For professionals who are continuing their education while working full time, life can feel like an impossible juggling act. There’s a constant drive to find the perfect productivity tool or life hack to maximize time. But according to journalist Oliver Burkeman, this endless striving can breed anxiety and leave you feeling unfulfilled.
In an episode of Harvard Extension School’s Career and Academic Resource Center (CARC) podcast, we spoke to Burkeman, author of the Guardian’s This Column Will Change Your Life and the book Four Thousand Weeks: Time Management for Mortals.
Here, we distill the key insights from the episode “Time Management for Mortals.”
Time Mastery is an Illusion
In this era of hyper-focus on optimization and productivity, there are many time management techniques and hacks that can help you get more done.
The good news: they work.
The drawback: Ultimately, you’re left feeling more busy, more anxious, and less satisfied.
According to Burkeman, this stems from a mismatch between the desire to be in control of your time and the reality that there will always be more things to do than we can actually accomplish.
“If all you do is create more capacity in your life for new work and new opportunities,” Burkeman says, “then more work and more opportunities are going to flood into your life. And you’re going to be as busy as you were.”
Future Perfection Is a Myth
Many of us have a tendency to focus on the future, to perpetually seek a point where everything will fall into place.
“The fundamental problem is that this attitude toward time sets up a rigged game,” says Burkeman. “Instead of simply living our lives as they unfold in time, it becomes difficult not to value each moment primarily according to its usefulness for some future goal — or for some future oasis of relaxation that you hope to reach once your tasks are finally out of the way.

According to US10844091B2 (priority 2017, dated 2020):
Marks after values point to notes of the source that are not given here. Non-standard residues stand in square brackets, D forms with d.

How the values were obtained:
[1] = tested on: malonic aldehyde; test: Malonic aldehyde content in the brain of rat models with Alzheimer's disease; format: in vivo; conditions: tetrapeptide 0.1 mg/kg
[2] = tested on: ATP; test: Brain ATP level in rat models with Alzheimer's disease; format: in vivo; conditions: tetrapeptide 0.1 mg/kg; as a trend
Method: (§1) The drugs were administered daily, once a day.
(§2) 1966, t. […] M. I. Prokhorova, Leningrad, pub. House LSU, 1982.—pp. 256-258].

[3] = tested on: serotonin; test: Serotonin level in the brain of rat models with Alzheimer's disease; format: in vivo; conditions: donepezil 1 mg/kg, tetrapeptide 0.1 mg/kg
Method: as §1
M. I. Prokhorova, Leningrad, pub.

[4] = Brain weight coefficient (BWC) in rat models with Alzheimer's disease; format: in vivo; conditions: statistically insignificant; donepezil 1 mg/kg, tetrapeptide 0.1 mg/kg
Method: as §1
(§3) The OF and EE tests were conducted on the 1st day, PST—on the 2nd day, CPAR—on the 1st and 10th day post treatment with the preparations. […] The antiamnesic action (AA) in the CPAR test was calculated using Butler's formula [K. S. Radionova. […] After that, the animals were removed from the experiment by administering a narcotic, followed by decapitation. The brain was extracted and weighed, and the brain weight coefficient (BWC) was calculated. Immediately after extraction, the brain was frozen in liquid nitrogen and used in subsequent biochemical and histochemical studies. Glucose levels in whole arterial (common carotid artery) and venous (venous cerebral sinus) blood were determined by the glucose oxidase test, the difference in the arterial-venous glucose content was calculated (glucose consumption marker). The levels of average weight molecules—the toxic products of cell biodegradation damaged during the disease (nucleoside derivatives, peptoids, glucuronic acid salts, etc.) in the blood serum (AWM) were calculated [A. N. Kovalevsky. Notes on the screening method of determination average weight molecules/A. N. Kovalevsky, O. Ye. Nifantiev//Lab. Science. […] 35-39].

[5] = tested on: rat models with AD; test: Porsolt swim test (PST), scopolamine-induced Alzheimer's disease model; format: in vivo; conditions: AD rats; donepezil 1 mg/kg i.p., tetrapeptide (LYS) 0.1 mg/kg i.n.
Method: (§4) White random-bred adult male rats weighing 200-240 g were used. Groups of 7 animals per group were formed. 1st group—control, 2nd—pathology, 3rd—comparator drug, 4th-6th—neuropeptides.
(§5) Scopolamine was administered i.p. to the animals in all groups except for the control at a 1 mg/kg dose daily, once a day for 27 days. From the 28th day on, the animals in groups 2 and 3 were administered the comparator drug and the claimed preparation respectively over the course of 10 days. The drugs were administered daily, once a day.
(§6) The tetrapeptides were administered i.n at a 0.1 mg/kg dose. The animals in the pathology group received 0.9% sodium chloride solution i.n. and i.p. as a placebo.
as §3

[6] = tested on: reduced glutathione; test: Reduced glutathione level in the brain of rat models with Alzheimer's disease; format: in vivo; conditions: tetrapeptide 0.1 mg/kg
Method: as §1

“It’s when you finally get this degree, or when you get this particular promotion. … There’s this constant desire to project into the future the moment of truth.”
The Liberation of Focusing on the Present
Instead of fixating on an idealized future, Burkeman advocates for a more intentional focus on the present.
“It becomes a lot easier to see that your responsibility in any given moment is only to do what seems like the wisest thing in that moment, and then the next, and then the next, and then the next,” he says. “And sure, sometimes that might involve drawing up multiyear project plans and schedules. But you relate to all of them as actions done in the present to navigate yourself through the present.”
Conscious Choice Is Empowering
This is where the magic happens. The real art of time management lies in consciously deciding which tasks to focus on.
You have to silence that “inner tyrant” that’s insisting you find a way to do it all. Instead, you learn to make tough choices and sit with the discomfort of letting go — even of opportunities that interest you.
“It’s a huge weight off your shoulders because you don’t need to manage to do this impossible thing of never disappointing anybody, never dropping any balls, never failing to realize any aspect of your potential,” says Burkeman.
“I find it very motivating and empowering,” he continues. “It’s actually not a recipe for passivity at all. It’s a recipe for saying, ‘Great, now that I’m not trying to do 100 things today … I can really focus on these two or three things. I can take them through to completion. I can do them as well as I can.”
Challenges Are Part of Our Humanity
Burkeman invites us to reframe our perspective on life’s problems. Rather than viewing them as impediments to a perfect life, he suggests we accept them as an integral part of the human experience.
“We treat our plans as though they’re a lasso thrown from the present around the future in order to bring it under our command,” Burkeman says. But we only get each moment, one at a time. There will never be a point at which the challenges disappear and “a perfect notion of how life should be” reveals itself.
“It’s built into the human predicament — that anything could happen at any moment,” he says.
The more that you can embrace this reality, the more likely you are to enjoy the present — even as you progress toward your goals.